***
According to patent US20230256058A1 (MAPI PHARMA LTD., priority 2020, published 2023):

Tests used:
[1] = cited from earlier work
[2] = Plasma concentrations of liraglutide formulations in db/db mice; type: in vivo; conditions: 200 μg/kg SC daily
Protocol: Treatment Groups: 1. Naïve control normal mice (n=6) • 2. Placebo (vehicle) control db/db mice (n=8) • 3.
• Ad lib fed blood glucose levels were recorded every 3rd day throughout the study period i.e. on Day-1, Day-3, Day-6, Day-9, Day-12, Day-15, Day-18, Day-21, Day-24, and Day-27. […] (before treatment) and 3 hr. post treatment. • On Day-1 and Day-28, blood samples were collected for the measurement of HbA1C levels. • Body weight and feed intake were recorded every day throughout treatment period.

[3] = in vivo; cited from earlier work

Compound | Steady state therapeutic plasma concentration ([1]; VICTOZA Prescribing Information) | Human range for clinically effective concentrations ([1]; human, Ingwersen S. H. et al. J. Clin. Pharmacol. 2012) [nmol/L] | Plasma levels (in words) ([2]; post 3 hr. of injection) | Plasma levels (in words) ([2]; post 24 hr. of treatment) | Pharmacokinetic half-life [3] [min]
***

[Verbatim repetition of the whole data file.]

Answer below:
According to patent US20230256058A1 (MAPI PHARMA LTD., priority 2020, published 2023):

Tests used:
[1] = cited from earlier work
[2] = Plasma concentrations of liraglutide formulations in db/db mice; type: in vivo; conditions: 200 μg/kg SC daily
Protocol: Treatment Groups: 1. Naïve control normal mice (n=6) • 2. Placebo (vehicle) control db/db mice (n=8) • 3.
• Ad lib fed blood glucose levels were recorded every 3rd day throughout the study period i.e. on Day-1, Day-3, Day-6, Day-9, Day-12, Day-15, Day-18, Day-21, Day-24, and Day-27. […] (before treatment) and 3 hr. post treatment. • On Day-1 and Day-28, blood samples were collected for the measurement of HbA1C levels. • Body weight and feed intake were recorded every day throughout treatment period.

[3] = in vivo; cited from earlier work

Compound | Steady state therapeutic plasma concentration ([1]; VICTOZA Prescribing Information) | Human range for clinically effective concentrations ([1]; human, Ingwersen S. H. et al. J. Clin. Pharmacol. 2012) [nmol/L] | Plasma levels (in words) ([2]; post 3 hr. of injection) | Plasma levels (in words) ([2]; post 24 hr. of treatment) | Pharmacokinetic half-life [3] [min]